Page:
The heroic age has passed. Very little revolutionary process technology has emerged in the chemical industry in recent years. No pioneering achievements like Haber-Bosch. Nevertheless, the labs are still alive and well — a journey to the world of developers and innovation.
Bristol, England 1898 — It was a dramatic moment: English chemist William Crookes announced that the world was threatened by unprecedented famine within 20 years. The supplies of fertilizer such as manure and guano could not keep pace with rapid population growth. Chemistry alone could provide the solution, Crookes claimed.
Stockholm, Sweden 1919 — The Royal Swedish Academy of Sciences made a controversial decision. German chemist Fritz Haber was awarded the Nobel Prize for his discovery of ammonia synthesis. In 1908, Haber submitted a patent application for a process which made it possible to produce artificial mineral fertilizers, needed to feed around 3 billion people today. Industrially produced ammonia also replaced Chile salpeter as an ingredient in explosives. Thus Haber’s invention made it possible to feed billions but also to sustain the mass carnage of World War I.
But where are the innovations which revolutionize today’s industry? Today, the price/performance ratio is the overriding factor. Technologies only have a chance if they significantly increase yield or reduce cost. And yet, we need innovation. New competitors in Asia, South America and the Middle East are looking for a piece of the cake, so the big industry players cannot afford to stand still. Efficiency, sustainability and cost are the major factors driving innovation.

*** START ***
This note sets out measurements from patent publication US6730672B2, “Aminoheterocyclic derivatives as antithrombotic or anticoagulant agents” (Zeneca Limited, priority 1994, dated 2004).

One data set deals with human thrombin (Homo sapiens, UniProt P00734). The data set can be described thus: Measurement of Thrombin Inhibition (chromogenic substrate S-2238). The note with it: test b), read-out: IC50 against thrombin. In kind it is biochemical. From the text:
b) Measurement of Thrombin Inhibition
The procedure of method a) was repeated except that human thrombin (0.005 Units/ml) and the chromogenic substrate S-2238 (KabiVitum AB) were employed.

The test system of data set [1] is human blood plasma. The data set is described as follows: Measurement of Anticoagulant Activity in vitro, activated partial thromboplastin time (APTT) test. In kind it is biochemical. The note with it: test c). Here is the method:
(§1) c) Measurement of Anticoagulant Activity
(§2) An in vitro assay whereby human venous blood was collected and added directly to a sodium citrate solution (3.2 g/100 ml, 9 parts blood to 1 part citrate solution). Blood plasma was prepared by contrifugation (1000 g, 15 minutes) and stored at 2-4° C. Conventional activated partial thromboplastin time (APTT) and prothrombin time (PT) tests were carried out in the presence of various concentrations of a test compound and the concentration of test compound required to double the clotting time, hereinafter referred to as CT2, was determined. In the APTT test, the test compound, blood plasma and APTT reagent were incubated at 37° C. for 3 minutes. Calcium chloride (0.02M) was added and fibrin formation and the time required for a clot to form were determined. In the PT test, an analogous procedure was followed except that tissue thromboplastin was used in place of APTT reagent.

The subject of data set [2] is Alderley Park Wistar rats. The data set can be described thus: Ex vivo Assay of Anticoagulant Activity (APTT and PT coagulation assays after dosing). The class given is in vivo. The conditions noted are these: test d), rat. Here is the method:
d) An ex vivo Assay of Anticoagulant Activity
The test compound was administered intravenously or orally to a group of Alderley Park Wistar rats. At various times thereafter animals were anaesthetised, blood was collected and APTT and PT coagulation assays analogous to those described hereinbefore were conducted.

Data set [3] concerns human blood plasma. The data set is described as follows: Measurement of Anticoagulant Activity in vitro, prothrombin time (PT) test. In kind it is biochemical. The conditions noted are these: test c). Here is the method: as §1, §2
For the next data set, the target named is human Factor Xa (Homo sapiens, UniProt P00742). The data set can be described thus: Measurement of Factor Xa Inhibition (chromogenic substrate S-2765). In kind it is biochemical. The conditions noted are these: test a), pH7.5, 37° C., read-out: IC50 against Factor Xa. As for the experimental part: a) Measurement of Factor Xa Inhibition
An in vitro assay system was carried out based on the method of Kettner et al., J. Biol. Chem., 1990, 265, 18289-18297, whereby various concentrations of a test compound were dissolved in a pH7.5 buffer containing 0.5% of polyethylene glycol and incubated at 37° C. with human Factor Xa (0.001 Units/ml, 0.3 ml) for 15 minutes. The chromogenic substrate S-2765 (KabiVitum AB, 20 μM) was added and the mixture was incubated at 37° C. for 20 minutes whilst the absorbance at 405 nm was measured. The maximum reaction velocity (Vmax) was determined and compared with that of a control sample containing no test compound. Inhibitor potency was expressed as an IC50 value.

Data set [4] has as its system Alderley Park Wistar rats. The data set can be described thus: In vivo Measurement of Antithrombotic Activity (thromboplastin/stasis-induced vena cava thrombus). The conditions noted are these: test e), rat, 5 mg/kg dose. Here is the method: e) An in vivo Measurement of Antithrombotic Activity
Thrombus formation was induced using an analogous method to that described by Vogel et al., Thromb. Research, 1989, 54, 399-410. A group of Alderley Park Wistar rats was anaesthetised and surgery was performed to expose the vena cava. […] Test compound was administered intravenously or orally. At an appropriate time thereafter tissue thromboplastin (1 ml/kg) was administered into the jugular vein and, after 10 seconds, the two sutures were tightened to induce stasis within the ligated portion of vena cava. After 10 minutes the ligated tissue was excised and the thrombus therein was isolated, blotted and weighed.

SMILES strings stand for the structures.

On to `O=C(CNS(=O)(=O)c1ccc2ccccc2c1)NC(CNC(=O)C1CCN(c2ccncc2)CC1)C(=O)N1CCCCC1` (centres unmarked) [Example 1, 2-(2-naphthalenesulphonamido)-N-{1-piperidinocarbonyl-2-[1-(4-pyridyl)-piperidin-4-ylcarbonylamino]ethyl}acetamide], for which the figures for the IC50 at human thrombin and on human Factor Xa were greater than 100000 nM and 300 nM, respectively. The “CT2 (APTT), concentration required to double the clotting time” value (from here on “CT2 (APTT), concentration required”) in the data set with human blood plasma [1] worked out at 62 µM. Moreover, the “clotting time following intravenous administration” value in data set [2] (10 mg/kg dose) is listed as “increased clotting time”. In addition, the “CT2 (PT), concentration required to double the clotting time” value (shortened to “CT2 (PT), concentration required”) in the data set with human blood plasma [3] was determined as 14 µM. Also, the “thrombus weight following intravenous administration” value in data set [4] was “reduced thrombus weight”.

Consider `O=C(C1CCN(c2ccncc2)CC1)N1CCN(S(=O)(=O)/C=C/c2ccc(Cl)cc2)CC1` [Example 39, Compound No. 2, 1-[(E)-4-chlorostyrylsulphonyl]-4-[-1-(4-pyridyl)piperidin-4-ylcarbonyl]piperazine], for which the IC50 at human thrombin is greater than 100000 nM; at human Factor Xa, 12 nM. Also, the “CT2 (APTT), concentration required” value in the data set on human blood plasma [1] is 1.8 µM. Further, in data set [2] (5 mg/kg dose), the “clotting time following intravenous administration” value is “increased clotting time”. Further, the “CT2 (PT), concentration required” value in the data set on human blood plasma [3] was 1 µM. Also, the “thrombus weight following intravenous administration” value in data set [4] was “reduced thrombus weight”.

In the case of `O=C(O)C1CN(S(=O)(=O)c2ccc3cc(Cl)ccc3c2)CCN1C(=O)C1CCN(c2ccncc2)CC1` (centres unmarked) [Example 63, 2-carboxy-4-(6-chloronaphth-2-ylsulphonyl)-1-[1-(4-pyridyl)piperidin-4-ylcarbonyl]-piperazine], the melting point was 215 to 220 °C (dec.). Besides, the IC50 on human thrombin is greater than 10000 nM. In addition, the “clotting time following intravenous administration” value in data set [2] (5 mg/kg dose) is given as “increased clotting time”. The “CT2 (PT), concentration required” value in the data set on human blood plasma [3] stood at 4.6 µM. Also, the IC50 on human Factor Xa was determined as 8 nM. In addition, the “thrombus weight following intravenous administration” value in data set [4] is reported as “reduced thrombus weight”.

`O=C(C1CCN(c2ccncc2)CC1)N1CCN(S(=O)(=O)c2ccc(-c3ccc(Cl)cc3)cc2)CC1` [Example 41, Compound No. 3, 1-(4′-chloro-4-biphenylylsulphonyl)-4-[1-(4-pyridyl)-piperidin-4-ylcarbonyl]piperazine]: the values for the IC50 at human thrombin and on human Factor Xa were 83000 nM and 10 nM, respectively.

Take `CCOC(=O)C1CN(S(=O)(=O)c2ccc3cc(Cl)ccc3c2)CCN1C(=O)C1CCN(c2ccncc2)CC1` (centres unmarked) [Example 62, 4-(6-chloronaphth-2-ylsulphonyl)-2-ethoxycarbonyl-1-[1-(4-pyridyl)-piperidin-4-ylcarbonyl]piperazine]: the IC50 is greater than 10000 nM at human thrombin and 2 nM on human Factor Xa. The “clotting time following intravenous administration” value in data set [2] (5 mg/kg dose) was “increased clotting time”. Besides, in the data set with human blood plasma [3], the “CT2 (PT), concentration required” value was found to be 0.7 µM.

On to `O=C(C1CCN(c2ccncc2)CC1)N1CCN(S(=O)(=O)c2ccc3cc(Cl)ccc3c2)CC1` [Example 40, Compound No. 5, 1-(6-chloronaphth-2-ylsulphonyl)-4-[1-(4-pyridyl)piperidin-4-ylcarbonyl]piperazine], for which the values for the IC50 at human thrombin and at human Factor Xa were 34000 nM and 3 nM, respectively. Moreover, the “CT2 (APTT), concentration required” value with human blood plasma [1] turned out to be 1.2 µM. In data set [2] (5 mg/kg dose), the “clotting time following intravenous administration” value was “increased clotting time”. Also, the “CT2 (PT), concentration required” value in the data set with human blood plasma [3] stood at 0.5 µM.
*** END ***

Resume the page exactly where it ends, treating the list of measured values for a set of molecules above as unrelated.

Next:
From Optimization to Revolution
Worms, Germany 2013: Here, the German speciality chemicals maker Evonik Industries produces methacrylate monomers which are used for paints, adhesives and plastics such as Plexiglas. Methyl methacrylate (MMA), the raw material used to make the transparent plastic, is a colorless liquid, produced by reacting hydrocyanic acid with acetone followed by esterification with methanol in the presence of concentrated sulfuric acid. Treating the spent acid byproduct from this process is an expensive proposition. At around 1000 °C, the ammonium hydrogen sulfate is broken down and the sulfur is recovered as sulfur dioxide. That may sound simple, but in practice it takes a large gas pipe network and big compressors to move thousands of cubic meters of sulfur dioxide in a facility which is larger than the actual MMA production plant.
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